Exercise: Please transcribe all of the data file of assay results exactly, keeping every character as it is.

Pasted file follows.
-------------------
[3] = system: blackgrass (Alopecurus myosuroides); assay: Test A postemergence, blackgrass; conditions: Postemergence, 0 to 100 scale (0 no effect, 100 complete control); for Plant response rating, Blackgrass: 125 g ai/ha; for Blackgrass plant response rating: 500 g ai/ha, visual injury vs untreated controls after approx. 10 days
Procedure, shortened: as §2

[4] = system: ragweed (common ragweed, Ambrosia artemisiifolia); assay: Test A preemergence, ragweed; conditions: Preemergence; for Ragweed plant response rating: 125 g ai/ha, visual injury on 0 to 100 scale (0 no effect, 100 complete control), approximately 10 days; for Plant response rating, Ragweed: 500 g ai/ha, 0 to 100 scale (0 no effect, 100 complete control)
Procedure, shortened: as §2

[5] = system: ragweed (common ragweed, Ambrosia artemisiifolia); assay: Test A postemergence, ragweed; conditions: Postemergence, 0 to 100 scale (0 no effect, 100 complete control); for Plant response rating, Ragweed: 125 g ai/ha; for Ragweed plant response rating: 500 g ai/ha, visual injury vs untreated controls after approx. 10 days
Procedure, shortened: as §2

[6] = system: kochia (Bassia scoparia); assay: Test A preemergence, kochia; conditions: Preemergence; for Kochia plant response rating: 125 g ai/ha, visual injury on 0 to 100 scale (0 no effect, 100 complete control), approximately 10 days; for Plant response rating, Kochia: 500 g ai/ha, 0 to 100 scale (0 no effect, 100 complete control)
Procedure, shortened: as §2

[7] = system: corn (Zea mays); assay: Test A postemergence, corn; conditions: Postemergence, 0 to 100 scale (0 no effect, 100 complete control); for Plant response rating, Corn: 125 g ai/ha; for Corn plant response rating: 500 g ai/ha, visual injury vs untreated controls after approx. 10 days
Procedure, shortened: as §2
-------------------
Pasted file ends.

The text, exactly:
[3] = system: blackgrass (Alopecurus myosuroides); assay: Test A postemergence, blackgrass; conditions: Postemergence, 0 to 100 scale (0 no effect, 100 complete control); for Plant response rating, Blackgrass: 125 g ai/ha; for Blackgrass plant response rating: 500 g ai/ha, visual injury vs untreated controls after approx. 10 days
Procedure, shortened: as §2

[4] = system: ragweed (common ragweed, Ambrosia artemisiifolia); assay: Test A preemergence, ragweed; conditions: Preemergence; for Ragweed plant response rating: 125 g ai/ha, visual injury on 0 to 100 scale (0 no effect, 100 complete control), approximately 10 days; for Plant response rating, Ragweed: 500 g ai/ha, 0 to 100 scale (0 no effect, 100 complete control)
Procedure, shortened: as §2

[5] = system: ragweed (common ragweed, Ambrosia artemisiifolia); assay: Test A postemergence, ragweed; conditions: Postemergence, 0 to 100 scale (0 no effect, 100 complete control); for Plant response rating, Ragweed: 125 g ai/ha; for Ragweed plant response rating: 500 g ai/ha, visual injury vs untreated controls after approx. 10 days
Procedure, shortened: as §2

[6] = system: kochia (Bassia scoparia); assay: Test A preemergence, kochia; conditions: Preemergence; for Kochia plant response rating: 125 g ai/ha, visual injury on 0 to 100 scale (0 no effect, 100 complete control), approximately 10 days; for Plant response rating, Kochia: 500 g ai/ha, 0 to 100 scale (0 no effect, 100 complete control)
Procedure, shortened: as §2

[7] = system: corn (Zea mays); assay: Test A postemergence, corn; conditions: Postemergence, 0 to 100 scale (0 no effect, 100 complete control); for Plant response rating, Corn: 125 g ai/ha; for Corn plant response rating: 500 g ai/ha, visual injury vs untreated controls after approx. 10 days
Procedure, shortened: as §2